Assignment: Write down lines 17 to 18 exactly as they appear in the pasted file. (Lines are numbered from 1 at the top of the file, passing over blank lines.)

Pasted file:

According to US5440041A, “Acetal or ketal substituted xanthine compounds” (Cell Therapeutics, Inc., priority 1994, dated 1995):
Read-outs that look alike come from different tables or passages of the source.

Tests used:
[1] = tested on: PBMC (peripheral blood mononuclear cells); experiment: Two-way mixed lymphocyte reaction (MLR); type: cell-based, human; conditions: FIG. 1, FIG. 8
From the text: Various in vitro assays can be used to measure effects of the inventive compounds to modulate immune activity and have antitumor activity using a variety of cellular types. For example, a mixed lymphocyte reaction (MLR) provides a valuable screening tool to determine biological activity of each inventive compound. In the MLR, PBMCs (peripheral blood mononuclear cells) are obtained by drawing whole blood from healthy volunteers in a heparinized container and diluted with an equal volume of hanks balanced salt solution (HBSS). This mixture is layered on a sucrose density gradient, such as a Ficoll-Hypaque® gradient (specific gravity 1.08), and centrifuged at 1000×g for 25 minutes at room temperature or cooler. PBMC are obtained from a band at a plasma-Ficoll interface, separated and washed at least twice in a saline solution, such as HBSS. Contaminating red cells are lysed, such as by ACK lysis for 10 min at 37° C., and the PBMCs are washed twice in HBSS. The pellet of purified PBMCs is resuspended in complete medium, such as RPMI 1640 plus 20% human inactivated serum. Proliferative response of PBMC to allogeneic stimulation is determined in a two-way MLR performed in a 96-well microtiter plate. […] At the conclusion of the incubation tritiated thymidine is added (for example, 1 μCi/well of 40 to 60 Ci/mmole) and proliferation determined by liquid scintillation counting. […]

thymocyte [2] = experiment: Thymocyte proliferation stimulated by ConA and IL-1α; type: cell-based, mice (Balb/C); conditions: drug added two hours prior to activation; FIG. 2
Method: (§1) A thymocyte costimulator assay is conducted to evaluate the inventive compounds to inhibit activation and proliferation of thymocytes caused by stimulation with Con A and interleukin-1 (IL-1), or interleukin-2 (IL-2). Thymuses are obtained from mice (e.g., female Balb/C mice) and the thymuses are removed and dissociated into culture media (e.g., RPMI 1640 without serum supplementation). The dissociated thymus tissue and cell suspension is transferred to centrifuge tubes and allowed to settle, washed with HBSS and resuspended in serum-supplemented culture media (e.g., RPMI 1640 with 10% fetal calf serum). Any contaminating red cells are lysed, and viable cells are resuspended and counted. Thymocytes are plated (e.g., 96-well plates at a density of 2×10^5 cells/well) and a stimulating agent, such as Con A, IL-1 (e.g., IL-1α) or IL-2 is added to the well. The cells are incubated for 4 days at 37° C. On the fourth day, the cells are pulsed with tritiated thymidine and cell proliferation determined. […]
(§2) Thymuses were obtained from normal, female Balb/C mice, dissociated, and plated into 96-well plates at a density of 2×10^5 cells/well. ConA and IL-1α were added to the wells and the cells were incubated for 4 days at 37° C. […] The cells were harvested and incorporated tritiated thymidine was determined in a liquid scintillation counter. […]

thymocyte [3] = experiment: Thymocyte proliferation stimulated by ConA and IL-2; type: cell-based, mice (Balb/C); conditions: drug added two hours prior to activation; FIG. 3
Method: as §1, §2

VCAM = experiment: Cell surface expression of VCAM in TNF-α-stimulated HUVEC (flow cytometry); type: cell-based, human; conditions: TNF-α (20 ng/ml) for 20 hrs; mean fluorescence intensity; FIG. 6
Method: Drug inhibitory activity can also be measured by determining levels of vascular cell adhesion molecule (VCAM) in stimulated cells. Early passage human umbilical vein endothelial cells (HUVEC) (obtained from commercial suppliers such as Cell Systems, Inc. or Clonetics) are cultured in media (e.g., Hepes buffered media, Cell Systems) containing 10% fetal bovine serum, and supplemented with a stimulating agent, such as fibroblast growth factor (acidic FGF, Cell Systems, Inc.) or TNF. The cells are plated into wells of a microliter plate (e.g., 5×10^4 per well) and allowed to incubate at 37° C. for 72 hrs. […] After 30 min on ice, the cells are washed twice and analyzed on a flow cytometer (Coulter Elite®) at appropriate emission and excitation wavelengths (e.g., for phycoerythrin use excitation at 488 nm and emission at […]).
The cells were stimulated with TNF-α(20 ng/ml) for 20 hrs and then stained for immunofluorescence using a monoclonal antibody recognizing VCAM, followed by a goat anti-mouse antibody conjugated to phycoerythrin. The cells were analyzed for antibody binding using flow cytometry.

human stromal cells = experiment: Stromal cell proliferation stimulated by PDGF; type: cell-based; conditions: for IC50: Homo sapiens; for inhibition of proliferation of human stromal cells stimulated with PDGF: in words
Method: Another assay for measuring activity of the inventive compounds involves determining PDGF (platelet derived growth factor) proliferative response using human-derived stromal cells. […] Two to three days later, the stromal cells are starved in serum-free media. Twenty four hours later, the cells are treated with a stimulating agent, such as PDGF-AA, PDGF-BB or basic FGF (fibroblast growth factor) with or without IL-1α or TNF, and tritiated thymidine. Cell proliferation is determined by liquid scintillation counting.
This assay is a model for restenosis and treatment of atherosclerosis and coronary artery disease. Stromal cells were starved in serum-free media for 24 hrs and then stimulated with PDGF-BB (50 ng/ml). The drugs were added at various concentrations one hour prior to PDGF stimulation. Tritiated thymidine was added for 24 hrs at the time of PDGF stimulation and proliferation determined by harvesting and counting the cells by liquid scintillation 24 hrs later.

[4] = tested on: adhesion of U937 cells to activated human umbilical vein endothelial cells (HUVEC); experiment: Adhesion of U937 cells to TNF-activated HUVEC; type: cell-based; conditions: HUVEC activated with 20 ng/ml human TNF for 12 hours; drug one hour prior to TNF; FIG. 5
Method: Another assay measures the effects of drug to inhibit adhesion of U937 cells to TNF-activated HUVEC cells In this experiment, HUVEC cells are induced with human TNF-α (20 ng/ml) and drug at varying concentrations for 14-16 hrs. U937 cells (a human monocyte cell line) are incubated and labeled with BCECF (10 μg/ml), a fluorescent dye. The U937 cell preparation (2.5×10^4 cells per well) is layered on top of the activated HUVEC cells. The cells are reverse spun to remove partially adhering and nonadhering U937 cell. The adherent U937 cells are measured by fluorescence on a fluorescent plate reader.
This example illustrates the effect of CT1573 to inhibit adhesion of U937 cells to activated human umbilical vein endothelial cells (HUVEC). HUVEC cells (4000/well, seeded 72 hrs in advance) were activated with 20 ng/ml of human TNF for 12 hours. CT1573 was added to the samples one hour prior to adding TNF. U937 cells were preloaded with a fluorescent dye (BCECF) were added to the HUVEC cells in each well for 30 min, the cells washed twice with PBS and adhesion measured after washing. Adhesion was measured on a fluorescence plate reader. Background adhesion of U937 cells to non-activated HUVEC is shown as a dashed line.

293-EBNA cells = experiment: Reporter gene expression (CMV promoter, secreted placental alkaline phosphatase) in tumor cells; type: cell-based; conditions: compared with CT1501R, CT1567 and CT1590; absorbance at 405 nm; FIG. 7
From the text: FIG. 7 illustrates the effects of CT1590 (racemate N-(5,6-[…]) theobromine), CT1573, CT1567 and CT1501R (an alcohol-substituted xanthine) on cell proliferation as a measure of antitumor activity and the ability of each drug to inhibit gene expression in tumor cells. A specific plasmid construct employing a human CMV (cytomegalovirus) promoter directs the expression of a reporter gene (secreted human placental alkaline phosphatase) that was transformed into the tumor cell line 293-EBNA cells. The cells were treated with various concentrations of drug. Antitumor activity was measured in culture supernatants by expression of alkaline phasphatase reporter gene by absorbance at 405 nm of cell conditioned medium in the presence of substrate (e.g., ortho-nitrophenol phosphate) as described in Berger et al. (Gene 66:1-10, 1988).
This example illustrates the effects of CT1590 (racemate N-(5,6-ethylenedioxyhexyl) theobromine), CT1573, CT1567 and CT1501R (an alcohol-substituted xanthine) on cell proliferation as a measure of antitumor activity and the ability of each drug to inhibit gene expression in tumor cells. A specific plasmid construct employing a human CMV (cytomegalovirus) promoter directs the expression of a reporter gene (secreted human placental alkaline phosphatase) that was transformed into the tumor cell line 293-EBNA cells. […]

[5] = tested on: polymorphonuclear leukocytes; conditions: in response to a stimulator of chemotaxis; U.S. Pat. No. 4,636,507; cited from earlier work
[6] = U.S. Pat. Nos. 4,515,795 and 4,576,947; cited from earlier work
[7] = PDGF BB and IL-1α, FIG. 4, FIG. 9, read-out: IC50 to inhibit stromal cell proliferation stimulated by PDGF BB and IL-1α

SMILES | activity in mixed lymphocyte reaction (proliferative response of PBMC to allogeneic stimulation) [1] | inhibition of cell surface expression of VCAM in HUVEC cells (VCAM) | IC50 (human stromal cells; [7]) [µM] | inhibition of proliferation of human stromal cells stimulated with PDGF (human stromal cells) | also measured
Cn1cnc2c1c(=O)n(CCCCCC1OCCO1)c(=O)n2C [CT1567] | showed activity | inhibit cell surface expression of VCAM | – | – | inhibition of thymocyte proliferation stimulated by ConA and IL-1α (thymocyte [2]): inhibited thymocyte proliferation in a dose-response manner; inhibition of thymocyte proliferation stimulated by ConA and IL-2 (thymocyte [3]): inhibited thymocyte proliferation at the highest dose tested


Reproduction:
[4] = tested on: adhesion of U937 cells to activated human umbilical vein endothelial cells (HUVEC); experiment: Adhesion of U937 cells to TNF-activated HUVEC; type: cell-based; conditions: HUVEC activated with 20 ng/ml human TNF for 12 hours; drug one hour prior to TNF; FIG. 5
Method: Another assay measures the effects of drug to inhibit adhesion of U937 cells to TNF-activated HUVEC cells In this experiment, HUVEC cells are induced with human TNF-α (20 ng/ml) and drug at varying concentrations for 14-16 hrs. U937 cells (a human monocyte cell line) are incubated and labeled with BCECF (10 μg/ml), a fluorescent dye. The U937 cell preparation (2.5×10^4 cells per well) is layered on top of the activated HUVEC cells. The cells are reverse spun to remove partially adhering and nonadhering U937 cell. The adherent U937 cells are measured by fluorescence on a fluorescent plate reader.